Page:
Create a system for the person booking appointments and teach them that you want to book early and stack them up. No more, “When do you want to come in?” If a stylist comes in, they should have their five appointments stacked up and then they’re done. You don’t want them having two-hour gaps. It’s bad for morale. Book clients early and book them consistently.

Next, salons rarely do any sort of marketing. I’ve never been to a salon where they collect my email and market to me, but this is an industry made for fun marketing. Before and after pictures are like gold in those situations—the system is built for dramatic before and after pictures. Particularly with a business where clients need to be reminded how good they can look with highlights, or that they might want different looks for different seasons. This also opens the door to market products. Shoot easy little videos with a cellphone and send out emails once or twice a month to your list to remind them.

Getting your hair cut or styled is also perfect for social media—especially if it comes out well. I see people posting about how they got their hair colored or cut, yet I never see them tagging the hairdresser or the salon. If the hairdresser or stylist was the person who took the picture and shared it, they could cross promote, and make sure the salon is tagged.

The next thing is, where’s the presentation of what you could take with you? We’re all using products in our hair, but most of the time you have to beg for them to tell you what to use. They’re the experts. They need to present. Most of the time, the hairdressers get a percentage of what is sold, but there has to be some sort of mandatory forced presentation every time where you come in. Tell the clients what you used in their hair, or what shampoo you recommend. You could have some sort of needs analysis during the process where you ask them if they have damage, or tell them they have damage. Ask if they struggle with dry hair or greasy hair and then come back at the end with suggestions for them. Then, if they buy, next time they come in ask how they liked the products, and refill the supply, or adjust as necessary. You could double or triple your sales on products just by doing a needs analysis alone, pointing out the things that are wrong with the scalp, the hair, that sort of thing. Use your expertise to create a custom plan for your clients, and make sure they have everything they need.

Let’s wrap this up. To double your sales in a hair salon make sure that the person answering the phone is vested in making appointments and in those appointments showing up. Prioritize efficient management of the appointment schedule. Identify ways to drive new traffic with things like Groupon. Have an email CRM where you’re collecting emails and you’re sending out before and after pictures so you’re marketing, and creating a bigger story for your clients. Then send out reminders and present products every time. Use the time that you have with the client to recommend color, pedicures, nails, anything you can sell on top of whatever the client came in for.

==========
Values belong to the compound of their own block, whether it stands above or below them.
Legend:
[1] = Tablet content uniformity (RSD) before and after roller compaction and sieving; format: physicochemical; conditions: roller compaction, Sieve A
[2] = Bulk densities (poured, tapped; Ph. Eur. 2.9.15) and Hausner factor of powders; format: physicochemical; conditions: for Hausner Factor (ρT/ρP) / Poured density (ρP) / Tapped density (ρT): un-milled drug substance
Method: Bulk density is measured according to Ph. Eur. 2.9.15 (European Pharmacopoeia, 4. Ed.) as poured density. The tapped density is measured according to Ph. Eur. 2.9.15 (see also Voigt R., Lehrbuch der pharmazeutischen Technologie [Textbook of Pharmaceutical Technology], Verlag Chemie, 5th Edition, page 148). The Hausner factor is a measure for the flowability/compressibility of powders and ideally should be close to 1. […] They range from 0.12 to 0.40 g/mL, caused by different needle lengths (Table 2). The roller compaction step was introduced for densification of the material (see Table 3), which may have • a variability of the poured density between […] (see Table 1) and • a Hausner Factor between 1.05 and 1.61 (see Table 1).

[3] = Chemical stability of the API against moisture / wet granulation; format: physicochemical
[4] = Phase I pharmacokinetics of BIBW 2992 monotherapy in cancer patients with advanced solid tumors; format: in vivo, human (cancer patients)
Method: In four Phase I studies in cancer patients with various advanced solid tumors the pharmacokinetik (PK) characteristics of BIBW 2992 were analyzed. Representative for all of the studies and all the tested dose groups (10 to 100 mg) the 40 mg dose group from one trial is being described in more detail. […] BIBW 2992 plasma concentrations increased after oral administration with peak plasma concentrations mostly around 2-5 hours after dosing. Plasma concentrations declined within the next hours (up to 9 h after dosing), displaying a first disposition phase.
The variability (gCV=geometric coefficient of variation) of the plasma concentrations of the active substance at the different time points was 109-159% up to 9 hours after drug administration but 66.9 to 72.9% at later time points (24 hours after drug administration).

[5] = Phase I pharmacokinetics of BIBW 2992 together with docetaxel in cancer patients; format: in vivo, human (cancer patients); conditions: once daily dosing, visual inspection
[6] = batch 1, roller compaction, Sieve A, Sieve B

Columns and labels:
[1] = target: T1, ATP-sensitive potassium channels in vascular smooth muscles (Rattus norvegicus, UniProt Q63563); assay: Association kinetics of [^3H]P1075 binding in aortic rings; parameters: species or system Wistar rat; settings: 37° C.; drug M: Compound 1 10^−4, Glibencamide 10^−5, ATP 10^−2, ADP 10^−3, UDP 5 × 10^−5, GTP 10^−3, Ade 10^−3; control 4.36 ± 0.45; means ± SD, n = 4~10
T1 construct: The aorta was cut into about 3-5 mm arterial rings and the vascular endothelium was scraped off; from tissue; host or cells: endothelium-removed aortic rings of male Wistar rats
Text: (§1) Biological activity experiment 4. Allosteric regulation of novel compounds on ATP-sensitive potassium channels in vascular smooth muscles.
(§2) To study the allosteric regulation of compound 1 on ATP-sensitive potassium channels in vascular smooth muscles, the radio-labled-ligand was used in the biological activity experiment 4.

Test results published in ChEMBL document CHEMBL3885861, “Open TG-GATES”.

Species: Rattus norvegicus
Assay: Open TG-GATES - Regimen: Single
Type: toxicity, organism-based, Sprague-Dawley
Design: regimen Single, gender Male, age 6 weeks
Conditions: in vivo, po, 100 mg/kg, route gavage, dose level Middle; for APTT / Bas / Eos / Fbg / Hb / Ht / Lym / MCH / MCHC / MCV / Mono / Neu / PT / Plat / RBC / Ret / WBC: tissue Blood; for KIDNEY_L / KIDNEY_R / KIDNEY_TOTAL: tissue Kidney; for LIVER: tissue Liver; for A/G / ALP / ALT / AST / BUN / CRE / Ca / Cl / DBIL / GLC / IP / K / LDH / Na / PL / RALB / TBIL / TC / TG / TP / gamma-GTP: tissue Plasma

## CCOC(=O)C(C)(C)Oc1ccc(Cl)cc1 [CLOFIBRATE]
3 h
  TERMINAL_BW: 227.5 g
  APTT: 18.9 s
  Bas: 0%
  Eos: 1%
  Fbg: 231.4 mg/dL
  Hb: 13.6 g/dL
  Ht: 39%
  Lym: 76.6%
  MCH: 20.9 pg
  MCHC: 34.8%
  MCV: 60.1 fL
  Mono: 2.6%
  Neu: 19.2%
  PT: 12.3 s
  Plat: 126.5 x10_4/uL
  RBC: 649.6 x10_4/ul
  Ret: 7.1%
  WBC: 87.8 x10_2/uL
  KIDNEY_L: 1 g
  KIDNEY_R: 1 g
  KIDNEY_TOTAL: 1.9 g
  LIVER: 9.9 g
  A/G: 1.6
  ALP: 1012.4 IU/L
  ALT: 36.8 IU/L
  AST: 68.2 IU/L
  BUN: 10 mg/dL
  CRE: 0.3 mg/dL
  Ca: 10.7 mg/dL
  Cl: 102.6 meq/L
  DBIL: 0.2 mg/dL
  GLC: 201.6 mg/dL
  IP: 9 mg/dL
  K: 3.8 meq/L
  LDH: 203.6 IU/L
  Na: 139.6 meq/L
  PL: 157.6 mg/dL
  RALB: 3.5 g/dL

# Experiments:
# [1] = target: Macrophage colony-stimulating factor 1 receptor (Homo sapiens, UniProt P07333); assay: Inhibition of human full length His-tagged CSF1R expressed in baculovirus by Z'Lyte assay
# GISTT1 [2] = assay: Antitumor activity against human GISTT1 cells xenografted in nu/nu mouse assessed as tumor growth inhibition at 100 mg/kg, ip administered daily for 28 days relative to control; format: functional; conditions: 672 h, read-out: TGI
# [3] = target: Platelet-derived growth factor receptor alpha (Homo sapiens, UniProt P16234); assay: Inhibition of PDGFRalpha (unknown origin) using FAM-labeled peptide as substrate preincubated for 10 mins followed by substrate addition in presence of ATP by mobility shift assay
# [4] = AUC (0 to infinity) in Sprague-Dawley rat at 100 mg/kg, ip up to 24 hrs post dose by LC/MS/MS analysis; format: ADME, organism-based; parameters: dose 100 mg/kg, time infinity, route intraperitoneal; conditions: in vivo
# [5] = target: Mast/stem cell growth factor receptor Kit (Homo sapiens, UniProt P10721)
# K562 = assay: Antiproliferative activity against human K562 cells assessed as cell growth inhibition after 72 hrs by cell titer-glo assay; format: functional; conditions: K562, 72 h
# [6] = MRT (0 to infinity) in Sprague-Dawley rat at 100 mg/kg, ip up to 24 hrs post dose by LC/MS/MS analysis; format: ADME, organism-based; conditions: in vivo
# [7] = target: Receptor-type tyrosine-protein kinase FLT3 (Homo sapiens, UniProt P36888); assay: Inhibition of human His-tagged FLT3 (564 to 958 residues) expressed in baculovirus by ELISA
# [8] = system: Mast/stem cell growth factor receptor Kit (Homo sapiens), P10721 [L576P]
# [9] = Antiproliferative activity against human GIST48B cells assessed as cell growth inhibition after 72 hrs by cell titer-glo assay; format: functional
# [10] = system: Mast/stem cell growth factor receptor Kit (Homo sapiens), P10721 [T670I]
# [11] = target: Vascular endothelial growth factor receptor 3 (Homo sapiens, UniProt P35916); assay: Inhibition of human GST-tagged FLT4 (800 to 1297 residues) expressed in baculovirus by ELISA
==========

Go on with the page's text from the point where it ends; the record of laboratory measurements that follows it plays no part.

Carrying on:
Hair salons are built on creating a good experience, and if these business-boosting suggestions are executed properly, you’re only enhancing that good experience. The good news about boosting sales in a hair salon is it’s a win-win for everyone. 

To hear our full profit plan for hair salons, listen to the full episode our new podcast, Chris Collins Unleashed, on Apple PodcastsStitcherGoogle PlayYouTube or chriscollinsunleashed.com.

Think I’m onto something? Disagree entirely? Reach out to me on Twitter at @bulldogcollins. I’d love to know what you think.

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HOW TO COMPETE AND WIN IN BUSINESS

HOW TO COMPETE AND WIN IN BUSINESS

 

Want to know your advantage in the marketplace and how you fight the big boys to end up on top?

CUSTOMER SERVICE.

What nobody thinks about when it comes to customer service is if you’re selling a commodity, somebody else can sell it for less. If you have terrible customer service and your employees aren’t building good relationships with customers, then it all comes down to price. If you’re not the lowest price AND you have bad customer service, your business is going to fail.

Your most valuable advantage in the marketplace is the experience your customers receive and the customer service that you offer. Truth is, customer service and experience never really come down to the commodity, they come down to your connection with the customer.
For example, I go out and buy a book at the local Barnes & Noble that’s been downsizing for years. In a Barnes & Noble you have to wait in line and then they make you feel like a jerk because you don’t have the Barnes & Noble “Club Card”. It’s a total shit-show. The employees have good intentions, but they don’t care. They aren’t asking you about your day, or if you found what you’re looking for.

On the opposite side of the coin, you have Powell’s Books in Portland, OR. You go into Powell’s Books and everybody who works there is super into books. You go up to the cashier up they say, “Aw, wow. This is a great book.” They ask where you’re from and it creates a conversation. It’s never really about the book, it’s about genuinely showing interest in what you’re doing. The book is a commodity. I could go on Amazon and buy the book.

That’s the difference. When it comes down to price you’re going to lose every time because somebody’s going be bigger, they’re going to have more money, they can wait you out, they can play poker longer than you can, right? So, customer service becomes your best weapon.